Tuesday, 10 January 2012

Time is up for temporary staff, say third of bosses

Taken from The Telegraph on line…

A third of employers will sack temporary workers to avoid having to pay them at the same level as permanent staff under new European legislation, research suggests. The first round of job losses is expected to hit workers this month, after the new rules came into force in October 2011.

Many short-term workers will have their employment terminated before completing 12-week trial periods, according to a survey. Under the new EU Agency Worker directive, after this time employers would be forced to give them the same rights and pay as permanent staff.

The survey of 42 recruitment agencies by the Association of Professional Staffing Companies (Apsco) showed that 29 per cent intended to terminate short-term contracts before the trial period was up. Ann Swain, chief executive of Apsco, said “tens of thousands” of workers would be affected. “At a time when unemployment among young people has surpassed one million, any barrier to securing work has to be questioned,” she added. Phil Hutchinson, operations manager at g2 recruitment, said: “Some clients have already begun the process of terminating contracts.”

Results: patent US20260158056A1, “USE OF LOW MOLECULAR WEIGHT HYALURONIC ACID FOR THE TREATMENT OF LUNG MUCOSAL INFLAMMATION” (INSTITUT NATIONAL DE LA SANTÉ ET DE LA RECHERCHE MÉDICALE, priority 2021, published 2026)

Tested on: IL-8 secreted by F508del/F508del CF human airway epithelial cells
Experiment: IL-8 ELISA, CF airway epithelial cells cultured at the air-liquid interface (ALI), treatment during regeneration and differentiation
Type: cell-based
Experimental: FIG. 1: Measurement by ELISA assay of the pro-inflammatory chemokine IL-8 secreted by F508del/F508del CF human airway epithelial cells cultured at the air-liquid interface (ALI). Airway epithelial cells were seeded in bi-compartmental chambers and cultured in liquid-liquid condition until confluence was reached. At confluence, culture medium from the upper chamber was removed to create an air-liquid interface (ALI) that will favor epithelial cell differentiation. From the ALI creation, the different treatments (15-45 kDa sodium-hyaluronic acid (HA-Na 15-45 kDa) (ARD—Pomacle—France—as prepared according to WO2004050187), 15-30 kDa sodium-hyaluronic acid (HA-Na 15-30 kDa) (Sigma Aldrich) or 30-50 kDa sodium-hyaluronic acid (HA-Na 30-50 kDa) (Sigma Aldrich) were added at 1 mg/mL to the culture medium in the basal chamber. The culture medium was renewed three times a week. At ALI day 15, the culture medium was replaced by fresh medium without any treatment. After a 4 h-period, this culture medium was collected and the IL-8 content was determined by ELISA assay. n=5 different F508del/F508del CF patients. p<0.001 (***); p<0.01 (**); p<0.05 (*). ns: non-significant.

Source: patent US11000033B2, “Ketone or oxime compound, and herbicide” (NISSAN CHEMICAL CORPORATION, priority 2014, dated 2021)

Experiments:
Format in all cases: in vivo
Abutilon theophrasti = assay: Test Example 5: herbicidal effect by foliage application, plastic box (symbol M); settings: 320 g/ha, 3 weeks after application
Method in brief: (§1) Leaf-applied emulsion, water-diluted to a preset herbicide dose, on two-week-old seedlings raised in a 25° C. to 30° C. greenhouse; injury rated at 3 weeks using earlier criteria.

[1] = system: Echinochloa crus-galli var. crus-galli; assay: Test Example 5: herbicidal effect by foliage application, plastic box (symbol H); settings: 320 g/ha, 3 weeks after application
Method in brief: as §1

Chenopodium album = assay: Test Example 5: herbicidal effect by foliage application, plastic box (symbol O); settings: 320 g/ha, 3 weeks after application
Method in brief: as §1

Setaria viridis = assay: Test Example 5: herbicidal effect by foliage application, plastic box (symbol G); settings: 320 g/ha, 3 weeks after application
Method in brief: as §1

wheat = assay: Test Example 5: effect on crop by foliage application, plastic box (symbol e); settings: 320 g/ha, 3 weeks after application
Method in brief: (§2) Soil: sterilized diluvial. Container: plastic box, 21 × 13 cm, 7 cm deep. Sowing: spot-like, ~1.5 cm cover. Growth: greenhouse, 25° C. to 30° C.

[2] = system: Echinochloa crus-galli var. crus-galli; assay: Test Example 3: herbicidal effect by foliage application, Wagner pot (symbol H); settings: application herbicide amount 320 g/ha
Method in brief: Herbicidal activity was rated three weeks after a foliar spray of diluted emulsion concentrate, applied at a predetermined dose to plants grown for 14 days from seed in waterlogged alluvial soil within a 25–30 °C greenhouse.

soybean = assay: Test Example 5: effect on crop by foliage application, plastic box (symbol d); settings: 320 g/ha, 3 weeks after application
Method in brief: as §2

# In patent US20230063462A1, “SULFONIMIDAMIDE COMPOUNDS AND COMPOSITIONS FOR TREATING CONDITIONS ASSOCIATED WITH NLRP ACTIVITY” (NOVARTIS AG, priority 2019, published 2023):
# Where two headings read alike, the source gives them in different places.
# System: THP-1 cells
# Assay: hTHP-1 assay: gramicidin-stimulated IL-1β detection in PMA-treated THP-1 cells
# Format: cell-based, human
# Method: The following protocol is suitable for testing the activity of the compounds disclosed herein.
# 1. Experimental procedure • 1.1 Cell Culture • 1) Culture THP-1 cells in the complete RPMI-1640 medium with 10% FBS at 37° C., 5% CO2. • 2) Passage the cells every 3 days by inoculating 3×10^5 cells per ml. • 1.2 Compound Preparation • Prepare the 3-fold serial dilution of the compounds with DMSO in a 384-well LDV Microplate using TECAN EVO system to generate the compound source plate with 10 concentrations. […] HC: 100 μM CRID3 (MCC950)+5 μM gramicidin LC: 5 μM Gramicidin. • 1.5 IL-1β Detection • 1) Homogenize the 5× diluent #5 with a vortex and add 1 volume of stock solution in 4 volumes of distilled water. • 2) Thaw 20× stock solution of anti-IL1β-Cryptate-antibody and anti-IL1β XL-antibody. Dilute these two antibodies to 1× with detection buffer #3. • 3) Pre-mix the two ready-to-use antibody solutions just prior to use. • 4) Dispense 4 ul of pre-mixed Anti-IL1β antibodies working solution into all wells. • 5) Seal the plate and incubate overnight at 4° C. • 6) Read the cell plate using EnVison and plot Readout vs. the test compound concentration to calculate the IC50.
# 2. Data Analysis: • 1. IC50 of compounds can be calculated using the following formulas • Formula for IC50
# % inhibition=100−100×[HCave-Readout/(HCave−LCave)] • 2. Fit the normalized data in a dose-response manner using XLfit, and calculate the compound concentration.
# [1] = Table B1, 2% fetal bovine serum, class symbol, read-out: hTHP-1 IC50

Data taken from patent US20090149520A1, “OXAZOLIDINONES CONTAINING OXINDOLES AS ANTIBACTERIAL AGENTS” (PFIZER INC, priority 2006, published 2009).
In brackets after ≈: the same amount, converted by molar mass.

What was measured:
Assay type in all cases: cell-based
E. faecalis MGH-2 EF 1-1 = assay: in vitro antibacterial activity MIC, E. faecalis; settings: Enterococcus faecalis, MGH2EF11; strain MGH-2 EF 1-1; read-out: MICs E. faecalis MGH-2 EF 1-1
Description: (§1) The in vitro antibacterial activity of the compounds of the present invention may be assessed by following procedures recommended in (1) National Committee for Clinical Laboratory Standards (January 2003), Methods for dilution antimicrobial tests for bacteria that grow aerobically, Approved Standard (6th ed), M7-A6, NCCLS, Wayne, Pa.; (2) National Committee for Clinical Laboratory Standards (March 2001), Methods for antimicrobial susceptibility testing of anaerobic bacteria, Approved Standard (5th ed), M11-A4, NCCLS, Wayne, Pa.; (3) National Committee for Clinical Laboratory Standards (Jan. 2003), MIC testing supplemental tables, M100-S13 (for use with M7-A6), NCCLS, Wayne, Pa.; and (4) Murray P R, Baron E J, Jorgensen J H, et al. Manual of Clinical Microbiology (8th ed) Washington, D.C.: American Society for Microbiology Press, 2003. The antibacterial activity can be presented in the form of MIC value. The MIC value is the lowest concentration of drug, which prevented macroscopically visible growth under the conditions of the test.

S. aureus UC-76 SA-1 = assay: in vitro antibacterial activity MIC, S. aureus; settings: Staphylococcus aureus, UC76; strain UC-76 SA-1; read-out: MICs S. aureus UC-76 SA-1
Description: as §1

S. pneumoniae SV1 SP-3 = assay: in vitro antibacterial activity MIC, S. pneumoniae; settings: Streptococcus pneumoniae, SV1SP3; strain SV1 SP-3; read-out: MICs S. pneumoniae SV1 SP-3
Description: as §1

The law comes into force despite a pledge by George Osborne, the Chancellor, to boost the UK economy by cutting red tape and removing obstacles that stand in the way of growth. The directive was first introduced by the Labour government, then reassessed by the Department for Business, Innovation and Skills (BIS) after the election. Liberal Democrat ministers later announced that it would be implemented as planned. The Government has conceded that it has effectively been forced to introduce the “disappointing” regulations following pressure from trade unions.

Since the decision was taken the economic situation has deteriorated significantly and senior Conservatives are understood to be angered by the change. An analysis of the new laws by BIS revealed that it will cost firms more than £1.8billion a year, leading to warnings from big employers that they will have to cut jobs. A typical small business will have to pay an extra £2,493 a year, increasing to £73,188 for larger firms. Public sector employers, meanwhile, will have to pay an additional £259 million a year, although the Treasury expects to generate up to £332million in taxes paid by workers earning more.

Analysts said that if ministers had refused to implement the new regulation they would have faced legal challenges from agency workers.

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1 comment:

Staffing services said...

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